6 Adventure Escapes in Some of Earth’s Most Remote Places

From an almost–lost world concealed in a Vietnam jungle to an off–the–grid Arctic basecamp with a year–round population of zero, there are still nooks and crannies on our planet where few have ventured. Check out six of the most remote places on Earth – but don’t expect Google Maps to help you here.

  1. Trek inside the largest cave on Earth, Hang Son Doong. Hidden in Vietnam’s Phong Nha–Ke Bang National Park, the “Mountain River Cave” opened to the public in 2013 and is so vast that it has two jungles, a river and multiple microclimates. Adventure tour company Oxalis operates the only expeditions, in partnership with the British Cave Research Association.

December 2, 2019
A yurt and reindeer in the snowy Yamal Peninsula
   Photo: Intrepid Travel
  1. Camp in Siberia’s remote Yamal Peninsula. The name means “the end of the world” with the Nenets, an Indigenous group of nomadic reindeer herders. On an Intrepid Travel expedition, you will sleep in a chum (yurt), learn to make stroganina (a sashimi–like delicacy of sliced frozen fish or meat) and experience life in the frozen tundra, where the mercury sometimes drops to –50°C.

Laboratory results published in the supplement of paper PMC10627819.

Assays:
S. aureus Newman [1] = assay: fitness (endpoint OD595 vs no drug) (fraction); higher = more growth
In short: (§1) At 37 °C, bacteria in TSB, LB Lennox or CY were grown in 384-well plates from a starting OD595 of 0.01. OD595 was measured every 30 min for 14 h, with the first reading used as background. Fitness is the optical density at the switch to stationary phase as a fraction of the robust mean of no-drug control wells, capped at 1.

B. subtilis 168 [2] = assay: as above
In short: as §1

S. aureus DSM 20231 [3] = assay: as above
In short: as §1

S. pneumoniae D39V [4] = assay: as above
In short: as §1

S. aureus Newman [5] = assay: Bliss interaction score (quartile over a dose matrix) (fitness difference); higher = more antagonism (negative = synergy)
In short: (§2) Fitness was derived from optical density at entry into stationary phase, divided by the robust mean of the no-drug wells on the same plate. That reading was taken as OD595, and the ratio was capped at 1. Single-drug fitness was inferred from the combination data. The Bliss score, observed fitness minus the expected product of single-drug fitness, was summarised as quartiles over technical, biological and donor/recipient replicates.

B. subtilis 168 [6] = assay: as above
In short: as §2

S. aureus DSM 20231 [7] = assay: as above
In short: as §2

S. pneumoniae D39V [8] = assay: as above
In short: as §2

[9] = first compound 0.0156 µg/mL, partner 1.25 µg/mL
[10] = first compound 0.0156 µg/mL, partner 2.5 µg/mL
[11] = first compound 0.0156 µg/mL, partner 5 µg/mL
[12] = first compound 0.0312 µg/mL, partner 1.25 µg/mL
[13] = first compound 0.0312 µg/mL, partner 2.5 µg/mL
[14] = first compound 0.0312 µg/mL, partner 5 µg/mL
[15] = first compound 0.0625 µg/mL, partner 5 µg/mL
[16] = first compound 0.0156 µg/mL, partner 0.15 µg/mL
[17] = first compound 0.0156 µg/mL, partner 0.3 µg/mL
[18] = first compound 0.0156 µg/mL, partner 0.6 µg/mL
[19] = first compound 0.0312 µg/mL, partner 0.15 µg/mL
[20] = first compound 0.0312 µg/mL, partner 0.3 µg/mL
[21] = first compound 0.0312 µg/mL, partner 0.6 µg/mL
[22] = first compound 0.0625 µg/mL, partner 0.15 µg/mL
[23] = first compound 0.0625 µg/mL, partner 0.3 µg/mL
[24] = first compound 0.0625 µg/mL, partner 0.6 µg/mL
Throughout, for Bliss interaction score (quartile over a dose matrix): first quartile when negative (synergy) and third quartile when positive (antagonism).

A yacht passes in front of rock formations in the waters of Kimberley
   Photo: Tourism Australia
  1. Board a yacht for the wild coasts of the Kimberley. Located in northwestern Australia, Kimberley is considered the country’s last frontier. Although the area is three times the size of England, only about 35,000 people call it home. A Pelorus expedition will take you, via yacht or helicopter, around the ancient landscape to glimpse Indigenous rock art, archeological sites and fossilized dinosaur tracks.

  2. Scout whales way, way off the grid. During peak season, roughly 2,000 belugas – one of the world’s largest congregations – converge in Cunningham Inlet, off the coast of Somerset Island, Nunavut. No one lives on the island year–round, but you can sleep right beside the beluga site at the Arctic Watch Wilderness Lodge, the northernmost fly–in lodge on Earth – 800 kilometres north of the Arctic Circle, to be exact.

  3. Try to find artist Max Siedentopf’s sound installation, Toto Forever. Your mission is to find a display of six speakers placed upon white columns, connected to a solar–powered MP3 player cranking “Africa” by Toto on an infinite loop. The specific location is a mystery; the only official clue is that it’s somewhere in the Namib desert.

  4. Take an expedition to parts unknown. With luxury travel company Black Tomato’s Get Lost service, you won’t learn your remote destination until you are en route. Decide your environment of choice (polar, jungle, desert, mountain or coast), and they will design a game–like bespoke trip for the adventurer in you: Be prepared to plot your path to daily check–in points.